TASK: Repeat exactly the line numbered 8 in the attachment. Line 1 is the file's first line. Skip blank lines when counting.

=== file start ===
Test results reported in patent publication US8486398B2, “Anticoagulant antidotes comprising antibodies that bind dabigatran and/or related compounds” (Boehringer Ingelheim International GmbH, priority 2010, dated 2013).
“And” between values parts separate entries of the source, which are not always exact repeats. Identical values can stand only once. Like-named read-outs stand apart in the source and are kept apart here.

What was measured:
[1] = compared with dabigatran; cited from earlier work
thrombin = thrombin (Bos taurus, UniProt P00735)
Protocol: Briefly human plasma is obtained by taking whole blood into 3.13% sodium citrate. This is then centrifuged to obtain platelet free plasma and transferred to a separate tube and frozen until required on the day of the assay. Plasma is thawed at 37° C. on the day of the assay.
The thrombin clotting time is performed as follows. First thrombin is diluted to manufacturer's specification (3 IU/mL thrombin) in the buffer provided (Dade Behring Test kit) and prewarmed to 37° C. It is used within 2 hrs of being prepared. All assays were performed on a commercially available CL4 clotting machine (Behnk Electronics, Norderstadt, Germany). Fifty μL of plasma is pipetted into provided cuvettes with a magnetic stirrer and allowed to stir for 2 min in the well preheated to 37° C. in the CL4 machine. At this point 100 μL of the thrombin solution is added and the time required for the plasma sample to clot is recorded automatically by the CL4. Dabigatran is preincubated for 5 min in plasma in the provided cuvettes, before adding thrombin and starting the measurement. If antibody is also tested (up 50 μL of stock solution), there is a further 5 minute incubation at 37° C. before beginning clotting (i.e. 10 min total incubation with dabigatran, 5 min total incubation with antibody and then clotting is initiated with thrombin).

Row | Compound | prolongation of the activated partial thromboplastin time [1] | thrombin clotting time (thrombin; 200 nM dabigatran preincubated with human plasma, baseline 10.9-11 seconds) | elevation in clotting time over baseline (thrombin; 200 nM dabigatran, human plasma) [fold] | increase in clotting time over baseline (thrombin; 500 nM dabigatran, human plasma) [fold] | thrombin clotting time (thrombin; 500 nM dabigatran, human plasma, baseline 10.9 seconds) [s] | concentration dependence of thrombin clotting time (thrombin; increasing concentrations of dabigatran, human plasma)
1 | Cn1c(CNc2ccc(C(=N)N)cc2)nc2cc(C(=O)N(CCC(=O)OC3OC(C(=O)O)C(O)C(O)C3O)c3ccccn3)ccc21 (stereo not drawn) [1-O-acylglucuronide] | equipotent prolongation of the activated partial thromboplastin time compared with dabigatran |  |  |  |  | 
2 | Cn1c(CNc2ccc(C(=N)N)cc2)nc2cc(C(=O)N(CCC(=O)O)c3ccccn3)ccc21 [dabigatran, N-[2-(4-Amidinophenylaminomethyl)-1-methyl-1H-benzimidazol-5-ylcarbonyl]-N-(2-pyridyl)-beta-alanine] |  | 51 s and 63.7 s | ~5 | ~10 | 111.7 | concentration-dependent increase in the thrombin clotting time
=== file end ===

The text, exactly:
Row | Compound | prolongation of the activated partial thromboplastin time [1] | thrombin clotting time (thrombin; 200 nM dabigatran preincubated with human plasma, baseline 10.9-11 seconds) | elevation in clotting time over baseline (thrombin; 200 nM dabigatran, human plasma) [fold] | increase in clotting time over baseline (thrombin; 500 nM dabigatran, human plasma) [fold] | thrombin clotting time (thrombin; 500 nM dabigatran, human plasma, baseline 10.9 seconds) [s] | concentration dependence of thrombin clotting time (thrombin; increasing concentrations of dabigatran, human plasma)